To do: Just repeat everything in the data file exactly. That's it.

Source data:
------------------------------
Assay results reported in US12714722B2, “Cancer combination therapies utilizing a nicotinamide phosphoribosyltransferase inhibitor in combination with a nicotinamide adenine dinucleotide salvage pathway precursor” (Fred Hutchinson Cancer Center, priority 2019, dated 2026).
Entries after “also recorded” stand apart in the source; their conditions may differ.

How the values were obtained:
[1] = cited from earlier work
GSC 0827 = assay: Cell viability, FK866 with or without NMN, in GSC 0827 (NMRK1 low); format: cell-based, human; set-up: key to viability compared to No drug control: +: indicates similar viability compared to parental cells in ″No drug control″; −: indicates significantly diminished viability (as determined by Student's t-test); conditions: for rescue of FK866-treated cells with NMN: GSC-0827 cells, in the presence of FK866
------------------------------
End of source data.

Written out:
Assay results reported in US12714722B2, “Cancer combination therapies utilizing a nicotinamide phosphoribosyltransferase inhibitor in combination with a nicotinamide adenine dinucleotide salvage pathway precursor” (Fred Hutchinson Cancer Center, priority 2019, dated 2026).
Entries after “also recorded” stand apart in the source; their conditions may differ.

How the values were obtained:
[1] = cited from earlier work
GSC 0827 = assay: Cell viability, FK866 with or without NMN, in GSC 0827 (NMRK1 low); format: cell-based, human; set-up: key to viability compared to No drug control: +: indicates similar viability compared to parental cells in ″No drug control″; −: indicates significantly diminished viability (as determined by Student's t-test); conditions: for rescue of FK866-treated cells with NMN: GSC-0827 cells, in the presence of FK866